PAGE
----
In recent weeks, the phrase “defund the police” has entered the zeitgeist. It’s rather sub-optimal, as it’s often conflated with “disband the police”. Those advocating for reform are often falsely painted as wanting to simply leave everyone exposed to criminals. Of course, that’s not the case, even amongst those who seek an abolition of police departments. Given the explanation required, though, this slogan would best be replaced with something more effective.

Let’s look at that explanation though. By and large, what’s really being advocated for is a reformation of policing. Removing both responsibilities and expenditures from police departments, and allocating them toward more efficient social services, is one way to accomplish this. More money would be spent on social services like drug abuse prevention, homeless outreach, and mental health services, which would also hopefully lead to a reduction in crime. A more nuanced slogan might be “Rethink the police”, specifically their role within our society.

The city of Camden is an instructive example. In 2012, they disbanded their police department to root out corruption, replacing it with a new county police force. That force has focused much more on community-oriented policing, which shifts the focus away from punishment, and toward improved outcomes for all.

It starts from an officer’s first day: When a new recruit joins the force, they’re required to knock on the doors of homes in the neighborhood they’re assigned to patrol, he said. They introduce themselves and ask neighbors what needs improving.

Training emphasizes deescalation, he said, and the department’s use of force policy makes clear that deadly force is the last option.

While this sort of measured thinking is sadly uncommon in America, it’s hardly anything revolutionary for other parts of the world. The role of police in Europe is markedly different from what we see in the US. Here’s Megan O’Neill, an expert on community policing at the University of Dundee in Scotland:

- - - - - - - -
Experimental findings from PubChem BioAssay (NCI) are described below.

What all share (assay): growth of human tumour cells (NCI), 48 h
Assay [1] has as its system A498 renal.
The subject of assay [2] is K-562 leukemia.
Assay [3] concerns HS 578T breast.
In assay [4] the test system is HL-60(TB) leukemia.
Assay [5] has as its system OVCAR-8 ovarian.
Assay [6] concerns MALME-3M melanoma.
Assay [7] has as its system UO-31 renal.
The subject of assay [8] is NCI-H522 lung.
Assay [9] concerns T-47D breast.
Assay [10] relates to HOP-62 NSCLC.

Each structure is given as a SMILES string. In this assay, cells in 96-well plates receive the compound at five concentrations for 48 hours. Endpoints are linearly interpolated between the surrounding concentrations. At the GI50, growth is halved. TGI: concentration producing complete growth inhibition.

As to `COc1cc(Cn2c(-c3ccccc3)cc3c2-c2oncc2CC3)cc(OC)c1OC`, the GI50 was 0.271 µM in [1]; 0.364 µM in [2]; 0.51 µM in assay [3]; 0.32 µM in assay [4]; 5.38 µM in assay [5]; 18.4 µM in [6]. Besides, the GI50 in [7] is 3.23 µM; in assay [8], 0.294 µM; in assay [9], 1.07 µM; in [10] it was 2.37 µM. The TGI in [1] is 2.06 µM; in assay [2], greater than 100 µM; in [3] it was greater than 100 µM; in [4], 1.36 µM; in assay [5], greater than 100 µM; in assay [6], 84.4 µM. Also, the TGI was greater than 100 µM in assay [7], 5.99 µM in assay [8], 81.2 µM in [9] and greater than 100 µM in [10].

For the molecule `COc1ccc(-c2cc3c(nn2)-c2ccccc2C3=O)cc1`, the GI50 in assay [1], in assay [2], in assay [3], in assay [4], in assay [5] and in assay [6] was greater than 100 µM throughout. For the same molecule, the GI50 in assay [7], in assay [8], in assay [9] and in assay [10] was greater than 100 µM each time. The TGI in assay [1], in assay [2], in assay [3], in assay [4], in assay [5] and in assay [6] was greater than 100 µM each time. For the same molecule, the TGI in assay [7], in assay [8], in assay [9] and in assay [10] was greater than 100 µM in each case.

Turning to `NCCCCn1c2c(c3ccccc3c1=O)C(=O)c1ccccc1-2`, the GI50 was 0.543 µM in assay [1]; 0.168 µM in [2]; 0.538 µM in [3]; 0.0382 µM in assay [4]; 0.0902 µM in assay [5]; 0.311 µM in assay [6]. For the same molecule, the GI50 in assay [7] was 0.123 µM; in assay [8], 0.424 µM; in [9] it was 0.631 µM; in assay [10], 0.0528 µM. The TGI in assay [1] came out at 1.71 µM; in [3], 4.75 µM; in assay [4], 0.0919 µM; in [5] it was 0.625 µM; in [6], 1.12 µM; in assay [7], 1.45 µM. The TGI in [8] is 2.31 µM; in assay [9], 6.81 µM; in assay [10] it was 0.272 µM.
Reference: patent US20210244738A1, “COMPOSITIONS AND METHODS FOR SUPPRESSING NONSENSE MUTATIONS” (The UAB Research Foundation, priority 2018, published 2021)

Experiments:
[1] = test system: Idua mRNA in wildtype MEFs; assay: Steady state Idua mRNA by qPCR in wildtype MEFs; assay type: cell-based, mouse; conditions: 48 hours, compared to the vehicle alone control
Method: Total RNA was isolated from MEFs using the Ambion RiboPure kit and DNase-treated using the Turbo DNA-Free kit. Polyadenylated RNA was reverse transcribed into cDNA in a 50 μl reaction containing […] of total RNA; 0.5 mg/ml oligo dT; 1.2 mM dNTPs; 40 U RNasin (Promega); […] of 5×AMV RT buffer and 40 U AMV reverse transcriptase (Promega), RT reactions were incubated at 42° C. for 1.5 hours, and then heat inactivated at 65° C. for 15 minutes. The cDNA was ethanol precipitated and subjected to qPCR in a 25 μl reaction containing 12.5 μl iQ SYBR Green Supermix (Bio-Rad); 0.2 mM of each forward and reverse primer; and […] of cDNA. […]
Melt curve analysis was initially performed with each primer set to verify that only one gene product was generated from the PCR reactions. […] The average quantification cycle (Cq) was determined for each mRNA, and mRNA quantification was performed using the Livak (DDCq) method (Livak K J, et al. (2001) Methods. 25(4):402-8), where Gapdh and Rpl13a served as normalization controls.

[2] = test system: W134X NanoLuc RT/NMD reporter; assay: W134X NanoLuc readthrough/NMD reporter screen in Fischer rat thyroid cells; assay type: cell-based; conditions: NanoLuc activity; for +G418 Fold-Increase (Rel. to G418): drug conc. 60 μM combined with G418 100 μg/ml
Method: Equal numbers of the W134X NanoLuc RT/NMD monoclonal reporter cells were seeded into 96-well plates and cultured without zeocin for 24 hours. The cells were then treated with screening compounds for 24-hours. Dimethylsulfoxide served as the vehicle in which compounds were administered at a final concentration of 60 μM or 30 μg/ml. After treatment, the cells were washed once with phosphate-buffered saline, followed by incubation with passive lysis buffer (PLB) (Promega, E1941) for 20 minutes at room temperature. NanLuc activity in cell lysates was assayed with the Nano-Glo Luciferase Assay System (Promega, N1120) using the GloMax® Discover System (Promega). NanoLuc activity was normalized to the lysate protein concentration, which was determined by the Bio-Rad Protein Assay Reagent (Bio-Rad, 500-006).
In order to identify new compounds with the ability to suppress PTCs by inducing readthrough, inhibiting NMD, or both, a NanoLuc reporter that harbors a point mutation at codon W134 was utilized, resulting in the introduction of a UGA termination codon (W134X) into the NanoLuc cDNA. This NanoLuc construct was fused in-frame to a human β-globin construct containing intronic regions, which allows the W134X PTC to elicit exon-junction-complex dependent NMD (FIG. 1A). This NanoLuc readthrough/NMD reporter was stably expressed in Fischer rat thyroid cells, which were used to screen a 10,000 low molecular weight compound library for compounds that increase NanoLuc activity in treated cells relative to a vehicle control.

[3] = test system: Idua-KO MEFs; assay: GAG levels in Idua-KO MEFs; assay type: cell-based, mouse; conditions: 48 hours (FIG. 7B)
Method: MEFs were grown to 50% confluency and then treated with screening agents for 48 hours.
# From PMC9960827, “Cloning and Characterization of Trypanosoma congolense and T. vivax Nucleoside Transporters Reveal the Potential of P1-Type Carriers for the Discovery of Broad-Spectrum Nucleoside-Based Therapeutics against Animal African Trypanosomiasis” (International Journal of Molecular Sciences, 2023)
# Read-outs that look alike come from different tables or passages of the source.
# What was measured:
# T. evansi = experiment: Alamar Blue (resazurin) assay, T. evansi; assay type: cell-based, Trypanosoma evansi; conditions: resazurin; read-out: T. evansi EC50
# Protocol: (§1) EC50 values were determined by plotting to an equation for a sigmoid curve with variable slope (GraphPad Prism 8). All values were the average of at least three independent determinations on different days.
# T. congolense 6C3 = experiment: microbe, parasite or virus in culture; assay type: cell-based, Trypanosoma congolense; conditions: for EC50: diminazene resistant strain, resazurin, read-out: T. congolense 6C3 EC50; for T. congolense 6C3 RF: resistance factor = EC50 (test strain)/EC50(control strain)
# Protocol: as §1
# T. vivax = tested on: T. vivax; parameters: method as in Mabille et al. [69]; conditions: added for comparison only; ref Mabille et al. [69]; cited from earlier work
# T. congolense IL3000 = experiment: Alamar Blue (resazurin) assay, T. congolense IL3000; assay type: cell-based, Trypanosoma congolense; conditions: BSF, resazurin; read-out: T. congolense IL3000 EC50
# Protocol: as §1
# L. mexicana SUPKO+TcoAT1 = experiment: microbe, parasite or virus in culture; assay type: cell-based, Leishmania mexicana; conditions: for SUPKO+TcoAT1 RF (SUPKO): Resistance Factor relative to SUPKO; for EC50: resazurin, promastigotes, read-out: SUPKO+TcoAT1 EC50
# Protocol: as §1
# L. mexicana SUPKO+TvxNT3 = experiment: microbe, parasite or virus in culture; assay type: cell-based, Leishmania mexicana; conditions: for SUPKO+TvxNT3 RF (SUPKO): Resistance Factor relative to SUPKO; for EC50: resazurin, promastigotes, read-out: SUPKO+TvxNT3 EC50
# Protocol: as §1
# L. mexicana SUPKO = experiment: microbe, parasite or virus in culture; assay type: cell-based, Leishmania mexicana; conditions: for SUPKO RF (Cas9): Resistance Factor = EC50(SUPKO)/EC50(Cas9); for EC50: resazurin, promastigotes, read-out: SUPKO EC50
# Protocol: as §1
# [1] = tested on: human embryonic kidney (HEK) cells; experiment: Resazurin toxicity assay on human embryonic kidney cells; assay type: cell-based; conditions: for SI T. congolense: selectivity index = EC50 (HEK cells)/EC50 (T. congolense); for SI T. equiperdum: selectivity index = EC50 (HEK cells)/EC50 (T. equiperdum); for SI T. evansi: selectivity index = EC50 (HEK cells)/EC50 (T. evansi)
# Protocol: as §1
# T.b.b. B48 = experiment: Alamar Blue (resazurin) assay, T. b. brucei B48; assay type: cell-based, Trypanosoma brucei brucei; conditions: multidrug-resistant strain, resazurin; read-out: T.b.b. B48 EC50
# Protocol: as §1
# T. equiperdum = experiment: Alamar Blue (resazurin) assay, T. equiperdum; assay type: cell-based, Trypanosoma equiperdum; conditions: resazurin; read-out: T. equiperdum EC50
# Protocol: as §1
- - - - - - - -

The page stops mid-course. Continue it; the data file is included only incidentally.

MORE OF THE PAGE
[P]olicing isn’t viewed primarily from a top-down, law-enforcement perspective, but rather as part of a bigger solution to social problems. “It’s not: There’s a problem, send the police. It’s: There’s a problem, let’s work together to find a solution,” she said. “Policing is seen as a small part of a bigger set of actors in terms of addressing social issues.”

Intelligently reallocating resources to better serve society’s needs should be something everyone can agree on. One poorly worded slogan shouldn’t be able to undermine that.

Isaac Newton, Master Chef 

Thursday, June 18th, 2020

If you were hoping to obtain Isaac Newton’s recipe for “toad vomit lozenges”, I regret to inform you that bidding has now closed. You’ll have to find something else to spend $81,325 on.

Hire This Man 

Wednesday, June 17th, 2020

Perhaps you’ve seen a collection of terrible logos online. For instance, this logo for “The Computer Doctors is rather infamous:

Emanuele Abrate decided to redesign nine of the worst logos ever made. His improvements are impressive.

Previously in logos that failed to follow the ABCs: That’s Just Good Advice

Hurts So Bad 

Tuesday, June 16th, 2020